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Adam, please differentiate

Adam, please differentiate between Jammie West and Bianca West.

"Today, West has some scarring and suffers pain in the burned area"

"West was paroled in August after serving 16 years of a 55-year sentence for voluntary manslaughter and possession of cocaine and was living with his daughter and her mother."

Hatfield0278
1
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Hatfield0278 12/13/10 - 01:53 pm
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The punishment(s) do(es) not

The punishment(s) do(es) not fit the crime(s). Our judicial system is a joke.

jones255
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jones255 12/13/10 - 02:02 pm
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No, the punishment does NOT

No, the punishment does NOT fit the crime. He should've been put to death. His intent was that she be scarred for life, or burn to death. He should be on an express lane to Jackson, for classification and execution.

Aroundtown
50
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Aroundtown 12/13/10 - 02:04 pm
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@KingJames: Good

@KingJames: Good observation.

I wonder if this monster even has remorse.
Thank God that she survived, and hopefully she can have a moving testimony to help others.
Bianca, remember...not all earthly fathers are like yours, but when an earthly father fails us, our Heavenly Father is constant and Loving!

MistaChuckD
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MistaChuckD 12/13/10 - 02:05 pm
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I think (I hope) with his

I think (I hope) with his parole being revoked and this new sentence, the total time he is to spend in jail this time is 69 years.

Here is another small question. Some of you may not think this question belongs here but anyway...

This guy was a convicted felon who was living in public housing. Blum Street is in Allen Homes. Why was he living there. One of the many rules of public housing is no convicted felons are SUPPOSED to be living there.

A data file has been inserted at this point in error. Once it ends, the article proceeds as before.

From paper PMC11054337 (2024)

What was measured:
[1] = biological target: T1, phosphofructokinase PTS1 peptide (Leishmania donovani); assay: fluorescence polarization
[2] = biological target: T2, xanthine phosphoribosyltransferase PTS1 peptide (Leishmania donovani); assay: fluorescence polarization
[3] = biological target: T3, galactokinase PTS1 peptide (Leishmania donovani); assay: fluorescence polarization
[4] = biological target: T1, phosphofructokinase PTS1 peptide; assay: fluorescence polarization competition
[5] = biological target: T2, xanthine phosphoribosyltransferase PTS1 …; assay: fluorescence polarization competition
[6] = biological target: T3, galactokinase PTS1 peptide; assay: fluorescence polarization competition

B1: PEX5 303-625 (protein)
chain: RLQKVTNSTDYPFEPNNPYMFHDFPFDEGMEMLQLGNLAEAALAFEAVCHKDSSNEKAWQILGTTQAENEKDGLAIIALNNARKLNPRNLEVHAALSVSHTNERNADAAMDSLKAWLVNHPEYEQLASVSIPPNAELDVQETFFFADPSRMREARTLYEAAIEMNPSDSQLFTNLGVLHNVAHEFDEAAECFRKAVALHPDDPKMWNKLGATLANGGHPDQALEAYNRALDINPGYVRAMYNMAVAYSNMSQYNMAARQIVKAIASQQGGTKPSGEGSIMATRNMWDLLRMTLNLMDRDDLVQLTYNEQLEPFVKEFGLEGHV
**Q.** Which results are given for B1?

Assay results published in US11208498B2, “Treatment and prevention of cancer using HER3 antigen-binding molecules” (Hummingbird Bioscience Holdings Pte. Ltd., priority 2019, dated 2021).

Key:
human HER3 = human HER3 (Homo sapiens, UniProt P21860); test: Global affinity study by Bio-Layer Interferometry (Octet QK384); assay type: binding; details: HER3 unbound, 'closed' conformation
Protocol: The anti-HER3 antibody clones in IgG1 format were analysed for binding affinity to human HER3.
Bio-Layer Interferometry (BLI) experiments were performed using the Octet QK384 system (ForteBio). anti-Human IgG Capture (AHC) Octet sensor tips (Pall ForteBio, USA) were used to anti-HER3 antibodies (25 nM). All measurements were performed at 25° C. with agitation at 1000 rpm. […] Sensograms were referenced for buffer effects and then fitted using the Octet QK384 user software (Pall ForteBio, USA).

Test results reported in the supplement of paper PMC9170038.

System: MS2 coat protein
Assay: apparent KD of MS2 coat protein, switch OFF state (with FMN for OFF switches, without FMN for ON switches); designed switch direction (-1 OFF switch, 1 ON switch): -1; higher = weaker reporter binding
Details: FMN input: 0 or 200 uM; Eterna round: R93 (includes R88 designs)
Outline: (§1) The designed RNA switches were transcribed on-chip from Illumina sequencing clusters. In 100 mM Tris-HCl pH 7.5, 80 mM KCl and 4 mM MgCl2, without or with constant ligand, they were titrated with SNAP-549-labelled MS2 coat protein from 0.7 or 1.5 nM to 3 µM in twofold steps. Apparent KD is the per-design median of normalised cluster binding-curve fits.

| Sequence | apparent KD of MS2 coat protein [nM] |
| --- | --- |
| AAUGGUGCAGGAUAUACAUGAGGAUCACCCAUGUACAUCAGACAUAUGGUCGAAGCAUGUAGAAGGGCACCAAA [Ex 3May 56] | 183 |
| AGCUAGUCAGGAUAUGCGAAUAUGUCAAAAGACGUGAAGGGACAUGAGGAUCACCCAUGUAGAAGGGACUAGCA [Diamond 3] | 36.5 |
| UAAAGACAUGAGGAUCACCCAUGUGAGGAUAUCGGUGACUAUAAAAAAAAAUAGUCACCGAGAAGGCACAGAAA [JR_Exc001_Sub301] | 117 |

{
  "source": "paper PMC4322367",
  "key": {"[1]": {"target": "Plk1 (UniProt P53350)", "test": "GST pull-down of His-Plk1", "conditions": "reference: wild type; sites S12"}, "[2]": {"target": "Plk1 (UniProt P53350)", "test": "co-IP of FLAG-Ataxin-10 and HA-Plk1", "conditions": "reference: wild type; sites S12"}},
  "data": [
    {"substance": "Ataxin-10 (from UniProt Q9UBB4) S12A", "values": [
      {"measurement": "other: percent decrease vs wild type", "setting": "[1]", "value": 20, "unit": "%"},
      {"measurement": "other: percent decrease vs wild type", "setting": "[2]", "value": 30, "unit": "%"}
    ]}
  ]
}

Maybe, just maybe had mom not let him live there, (in violation of her lease) her daughter may not have been burned by this lunatic.

Farmboy
1043
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Farmboy 12/13/10 - 02:13 pm
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I would love to comment on

I would love to comment on this, but I can't. Sometimes you have to keep your comments to your self, and this is one of those times for me.

Hatfield0278
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Hatfield0278 12/13/10 - 02:14 pm
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MistaChuckD I think that's a

MistaChuckD I think that's a valid question (the felon in public housing). It makes me wonder how many other felons there are benefiting from housing subsidies.

I also found myself questioning if he would have to serve the remainder of his paroled term in addition to his new sentence. Mr. Folk, can you provide any answers here?

Chillen
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Chillen 12/13/10 - 02:29 pm
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Can we just start putting

Can we just start putting these folks out of our misery? We need a swift and certain death penalty.

The taxpayers cannot afford to keep these losers alive. Double offender. Attemped murder. Dealth Penalty was a just punishment.

Additionally the Judge who let this loser out on paraole should lose his (or her) position. There is no excuse for the lax judicial system we have.

bojangles
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bojangles 12/13/10 - 02:32 pm
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A gallon of gas and a match

A gallon of gas and a match are too good for this monster... Is anyone surprised that a felon lived in public housing?

airbud7
1
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airbud7 12/13/10 - 03:12 pm